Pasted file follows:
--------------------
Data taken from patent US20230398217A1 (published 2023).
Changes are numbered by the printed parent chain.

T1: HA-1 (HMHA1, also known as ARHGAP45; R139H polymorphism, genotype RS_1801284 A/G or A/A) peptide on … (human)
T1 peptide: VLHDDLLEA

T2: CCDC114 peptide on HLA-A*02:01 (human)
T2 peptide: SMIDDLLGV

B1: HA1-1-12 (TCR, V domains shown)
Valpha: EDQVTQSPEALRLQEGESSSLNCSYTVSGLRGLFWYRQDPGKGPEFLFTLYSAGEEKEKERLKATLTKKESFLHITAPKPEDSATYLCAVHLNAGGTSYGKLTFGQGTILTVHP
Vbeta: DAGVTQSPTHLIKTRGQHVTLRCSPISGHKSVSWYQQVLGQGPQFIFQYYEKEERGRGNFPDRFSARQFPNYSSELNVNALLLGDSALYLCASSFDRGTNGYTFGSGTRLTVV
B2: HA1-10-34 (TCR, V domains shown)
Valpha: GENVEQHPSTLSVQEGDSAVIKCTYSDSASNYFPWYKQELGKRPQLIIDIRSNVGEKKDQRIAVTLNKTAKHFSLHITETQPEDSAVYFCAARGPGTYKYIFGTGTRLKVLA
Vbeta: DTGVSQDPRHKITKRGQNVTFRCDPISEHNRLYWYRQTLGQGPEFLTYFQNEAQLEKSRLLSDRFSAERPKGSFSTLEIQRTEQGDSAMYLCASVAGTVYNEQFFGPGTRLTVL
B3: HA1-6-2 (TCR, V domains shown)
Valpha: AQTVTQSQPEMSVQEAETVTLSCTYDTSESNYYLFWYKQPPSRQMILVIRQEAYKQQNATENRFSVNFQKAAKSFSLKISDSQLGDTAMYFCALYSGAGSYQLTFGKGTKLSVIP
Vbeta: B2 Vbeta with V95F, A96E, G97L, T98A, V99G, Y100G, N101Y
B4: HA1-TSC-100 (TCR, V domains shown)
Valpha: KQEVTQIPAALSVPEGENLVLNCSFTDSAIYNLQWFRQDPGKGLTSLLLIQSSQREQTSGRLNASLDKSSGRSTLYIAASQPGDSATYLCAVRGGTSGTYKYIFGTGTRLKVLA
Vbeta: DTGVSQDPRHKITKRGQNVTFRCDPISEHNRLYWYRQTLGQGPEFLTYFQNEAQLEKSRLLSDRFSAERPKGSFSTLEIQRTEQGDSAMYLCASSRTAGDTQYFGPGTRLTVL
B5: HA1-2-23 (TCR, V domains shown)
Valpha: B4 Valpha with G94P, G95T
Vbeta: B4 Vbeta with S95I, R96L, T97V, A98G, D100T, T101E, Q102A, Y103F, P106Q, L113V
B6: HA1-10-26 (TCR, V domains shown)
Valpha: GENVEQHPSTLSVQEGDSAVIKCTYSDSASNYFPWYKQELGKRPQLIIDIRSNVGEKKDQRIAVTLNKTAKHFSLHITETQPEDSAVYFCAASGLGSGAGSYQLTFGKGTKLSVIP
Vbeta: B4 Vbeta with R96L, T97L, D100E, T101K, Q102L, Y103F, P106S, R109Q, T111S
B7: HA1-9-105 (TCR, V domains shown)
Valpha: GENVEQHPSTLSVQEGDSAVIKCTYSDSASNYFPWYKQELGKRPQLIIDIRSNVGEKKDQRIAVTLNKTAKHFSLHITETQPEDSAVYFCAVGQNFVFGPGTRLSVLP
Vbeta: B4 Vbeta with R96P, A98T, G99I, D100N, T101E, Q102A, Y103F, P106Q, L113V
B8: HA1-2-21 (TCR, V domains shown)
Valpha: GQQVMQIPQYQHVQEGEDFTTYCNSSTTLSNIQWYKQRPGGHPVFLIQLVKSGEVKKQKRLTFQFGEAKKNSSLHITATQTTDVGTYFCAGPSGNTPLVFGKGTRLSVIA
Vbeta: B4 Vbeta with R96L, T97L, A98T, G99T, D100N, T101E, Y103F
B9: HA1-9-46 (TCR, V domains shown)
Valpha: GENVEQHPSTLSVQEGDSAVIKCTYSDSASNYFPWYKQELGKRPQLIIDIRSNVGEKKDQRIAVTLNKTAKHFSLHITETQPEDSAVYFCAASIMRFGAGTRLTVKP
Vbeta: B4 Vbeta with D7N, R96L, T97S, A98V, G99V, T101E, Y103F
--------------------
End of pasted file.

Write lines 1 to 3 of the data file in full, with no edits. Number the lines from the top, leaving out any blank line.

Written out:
Data taken from patent US20230398217A1 (published 2023).
Changes are numbered by the printed parent chain.

T1: HA-1 (HMHA1, also known as ARHGAP45; R139H polymorphism, genotype RS_1801284 A/G or A/A) peptide on … (human)